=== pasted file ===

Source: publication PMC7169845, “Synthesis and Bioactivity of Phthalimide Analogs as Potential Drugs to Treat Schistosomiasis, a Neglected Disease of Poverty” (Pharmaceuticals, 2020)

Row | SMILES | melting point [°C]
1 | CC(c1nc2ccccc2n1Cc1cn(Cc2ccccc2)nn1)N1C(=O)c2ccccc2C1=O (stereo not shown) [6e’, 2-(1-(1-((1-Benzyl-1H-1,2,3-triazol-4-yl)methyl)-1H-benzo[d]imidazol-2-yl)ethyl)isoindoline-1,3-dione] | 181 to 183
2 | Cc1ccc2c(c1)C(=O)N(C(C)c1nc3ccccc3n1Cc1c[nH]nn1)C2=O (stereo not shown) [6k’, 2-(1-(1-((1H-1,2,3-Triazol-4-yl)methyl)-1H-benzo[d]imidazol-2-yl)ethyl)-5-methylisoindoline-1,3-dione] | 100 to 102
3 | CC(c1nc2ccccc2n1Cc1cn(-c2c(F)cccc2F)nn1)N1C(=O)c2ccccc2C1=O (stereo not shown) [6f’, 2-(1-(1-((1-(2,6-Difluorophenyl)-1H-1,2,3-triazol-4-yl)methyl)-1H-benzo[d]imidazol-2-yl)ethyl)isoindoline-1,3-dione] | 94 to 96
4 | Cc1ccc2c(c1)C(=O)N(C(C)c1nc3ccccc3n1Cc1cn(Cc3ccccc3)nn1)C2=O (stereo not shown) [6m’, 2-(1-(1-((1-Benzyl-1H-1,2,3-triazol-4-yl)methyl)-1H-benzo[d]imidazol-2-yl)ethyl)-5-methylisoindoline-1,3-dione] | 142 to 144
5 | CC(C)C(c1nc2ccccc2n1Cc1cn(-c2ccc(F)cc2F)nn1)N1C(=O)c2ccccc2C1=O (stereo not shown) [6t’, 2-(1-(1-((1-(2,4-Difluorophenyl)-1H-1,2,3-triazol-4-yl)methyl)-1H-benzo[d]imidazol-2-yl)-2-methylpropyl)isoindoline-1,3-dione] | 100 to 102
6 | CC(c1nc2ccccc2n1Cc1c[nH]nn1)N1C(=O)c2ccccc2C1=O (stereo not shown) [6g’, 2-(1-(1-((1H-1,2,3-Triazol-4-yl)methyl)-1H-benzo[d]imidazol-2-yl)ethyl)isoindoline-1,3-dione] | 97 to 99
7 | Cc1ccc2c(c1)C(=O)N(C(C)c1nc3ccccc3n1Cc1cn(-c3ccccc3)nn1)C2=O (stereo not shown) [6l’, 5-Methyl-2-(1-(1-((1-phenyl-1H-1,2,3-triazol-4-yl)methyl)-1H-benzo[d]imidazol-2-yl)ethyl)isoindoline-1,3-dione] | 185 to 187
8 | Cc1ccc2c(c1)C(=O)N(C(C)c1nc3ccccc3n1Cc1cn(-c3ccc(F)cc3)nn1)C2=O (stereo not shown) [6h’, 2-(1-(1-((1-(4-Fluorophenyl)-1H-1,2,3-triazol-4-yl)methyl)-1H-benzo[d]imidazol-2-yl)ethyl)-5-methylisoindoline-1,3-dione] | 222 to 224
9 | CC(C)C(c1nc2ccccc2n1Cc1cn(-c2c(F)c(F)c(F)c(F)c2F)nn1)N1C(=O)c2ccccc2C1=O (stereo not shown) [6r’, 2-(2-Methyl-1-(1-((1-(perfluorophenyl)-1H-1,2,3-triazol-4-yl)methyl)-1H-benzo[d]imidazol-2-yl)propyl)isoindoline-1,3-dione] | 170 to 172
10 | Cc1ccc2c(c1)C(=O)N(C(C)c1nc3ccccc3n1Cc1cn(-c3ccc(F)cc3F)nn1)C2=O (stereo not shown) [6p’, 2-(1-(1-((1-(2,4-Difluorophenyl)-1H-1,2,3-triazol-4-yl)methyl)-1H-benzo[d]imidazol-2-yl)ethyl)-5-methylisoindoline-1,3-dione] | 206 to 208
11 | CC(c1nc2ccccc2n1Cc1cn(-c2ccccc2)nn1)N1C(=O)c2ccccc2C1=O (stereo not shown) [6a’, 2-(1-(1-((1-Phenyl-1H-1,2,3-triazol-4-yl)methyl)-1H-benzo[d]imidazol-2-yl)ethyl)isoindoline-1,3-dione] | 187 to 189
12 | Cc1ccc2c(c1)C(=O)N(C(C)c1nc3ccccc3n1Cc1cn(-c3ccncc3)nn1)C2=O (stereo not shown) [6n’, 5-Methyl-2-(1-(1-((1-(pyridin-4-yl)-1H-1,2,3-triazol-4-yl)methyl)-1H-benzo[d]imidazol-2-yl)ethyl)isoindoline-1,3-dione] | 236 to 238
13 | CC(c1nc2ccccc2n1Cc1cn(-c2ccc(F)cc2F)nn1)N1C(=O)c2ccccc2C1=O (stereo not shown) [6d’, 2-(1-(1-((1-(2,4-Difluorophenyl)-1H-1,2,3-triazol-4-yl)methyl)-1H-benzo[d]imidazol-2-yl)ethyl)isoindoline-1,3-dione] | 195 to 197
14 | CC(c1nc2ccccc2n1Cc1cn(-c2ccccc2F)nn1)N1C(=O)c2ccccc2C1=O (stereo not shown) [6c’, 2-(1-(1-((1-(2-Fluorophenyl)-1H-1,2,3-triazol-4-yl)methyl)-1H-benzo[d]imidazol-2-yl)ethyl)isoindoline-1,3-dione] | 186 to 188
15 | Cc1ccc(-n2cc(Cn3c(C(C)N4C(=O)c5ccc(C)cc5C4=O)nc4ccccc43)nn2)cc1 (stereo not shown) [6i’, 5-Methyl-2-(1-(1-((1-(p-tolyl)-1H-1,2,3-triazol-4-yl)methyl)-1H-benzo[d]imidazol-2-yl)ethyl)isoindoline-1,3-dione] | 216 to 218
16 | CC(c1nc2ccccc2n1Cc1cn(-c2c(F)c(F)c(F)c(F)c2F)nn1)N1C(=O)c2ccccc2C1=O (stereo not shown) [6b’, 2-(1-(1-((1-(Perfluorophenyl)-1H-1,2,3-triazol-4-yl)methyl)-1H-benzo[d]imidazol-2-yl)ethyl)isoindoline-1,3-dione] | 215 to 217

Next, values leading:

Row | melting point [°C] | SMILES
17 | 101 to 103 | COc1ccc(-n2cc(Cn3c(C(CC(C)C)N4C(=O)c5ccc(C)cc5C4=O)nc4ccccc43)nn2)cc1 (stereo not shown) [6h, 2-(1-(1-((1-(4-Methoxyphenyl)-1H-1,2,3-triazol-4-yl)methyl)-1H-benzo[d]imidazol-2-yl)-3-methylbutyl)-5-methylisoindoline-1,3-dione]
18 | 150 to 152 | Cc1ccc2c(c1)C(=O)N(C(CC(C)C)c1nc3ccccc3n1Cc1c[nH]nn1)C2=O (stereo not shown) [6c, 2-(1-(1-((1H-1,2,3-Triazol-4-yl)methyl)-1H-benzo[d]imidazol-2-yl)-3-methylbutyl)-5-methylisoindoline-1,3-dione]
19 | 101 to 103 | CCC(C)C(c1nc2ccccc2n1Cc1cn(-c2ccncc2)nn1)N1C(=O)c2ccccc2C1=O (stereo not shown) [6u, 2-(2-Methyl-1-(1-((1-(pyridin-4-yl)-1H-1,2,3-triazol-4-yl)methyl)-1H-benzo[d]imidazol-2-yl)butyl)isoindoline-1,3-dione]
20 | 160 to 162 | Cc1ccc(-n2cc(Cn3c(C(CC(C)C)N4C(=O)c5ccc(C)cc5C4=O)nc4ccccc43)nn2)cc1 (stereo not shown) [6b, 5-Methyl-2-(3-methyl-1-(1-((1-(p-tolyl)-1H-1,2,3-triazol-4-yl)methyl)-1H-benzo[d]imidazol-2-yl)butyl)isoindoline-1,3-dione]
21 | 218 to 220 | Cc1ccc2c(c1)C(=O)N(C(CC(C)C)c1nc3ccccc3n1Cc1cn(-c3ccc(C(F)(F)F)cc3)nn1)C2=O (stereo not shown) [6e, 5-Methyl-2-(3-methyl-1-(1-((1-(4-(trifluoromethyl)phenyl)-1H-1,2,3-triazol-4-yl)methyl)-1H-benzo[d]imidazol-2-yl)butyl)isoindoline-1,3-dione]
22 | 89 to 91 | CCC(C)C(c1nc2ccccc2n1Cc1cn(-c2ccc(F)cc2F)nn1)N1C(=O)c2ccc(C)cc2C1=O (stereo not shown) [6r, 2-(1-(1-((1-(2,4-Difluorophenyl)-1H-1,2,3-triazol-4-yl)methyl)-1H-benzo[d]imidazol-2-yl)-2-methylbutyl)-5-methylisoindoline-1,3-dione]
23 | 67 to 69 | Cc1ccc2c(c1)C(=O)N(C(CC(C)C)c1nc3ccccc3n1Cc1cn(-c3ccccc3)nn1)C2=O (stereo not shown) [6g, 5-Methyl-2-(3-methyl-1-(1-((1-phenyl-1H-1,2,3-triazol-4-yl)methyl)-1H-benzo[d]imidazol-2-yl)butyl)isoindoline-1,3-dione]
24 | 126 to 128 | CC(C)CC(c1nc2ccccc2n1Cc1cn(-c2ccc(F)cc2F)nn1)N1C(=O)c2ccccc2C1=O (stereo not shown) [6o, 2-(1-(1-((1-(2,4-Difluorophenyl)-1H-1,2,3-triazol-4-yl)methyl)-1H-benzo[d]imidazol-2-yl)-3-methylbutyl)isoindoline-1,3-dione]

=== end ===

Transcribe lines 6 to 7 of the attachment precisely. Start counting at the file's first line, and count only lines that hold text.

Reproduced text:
4 | Cc1ccc2c(c1)C(=O)N(C(C)c1nc3ccccc3n1Cc1cn(Cc3ccccc3)nn1)C2=O (stereo not shown) [6m’, 2-(1-(1-((1-Benzyl-1H-1,2,3-triazol-4-yl)methyl)-1H-benzo[d]imidazol-2-yl)ethyl)-5-methylisoindoline-1,3-dione] | 142 to 144
5 | CC(C)C(c1nc2ccccc2n1Cc1cn(-c2ccc(F)cc2F)nn1)N1C(=O)c2ccccc2C1=O (stereo not shown) [6t’, 2-(1-(1-((1-(2,4-Difluorophenyl)-1H-1,2,3-triazol-4-yl)methyl)-1H-benzo[d]imidazol-2-yl)-2-methylpropyl)isoindoline-1,3-dione] | 100 to 102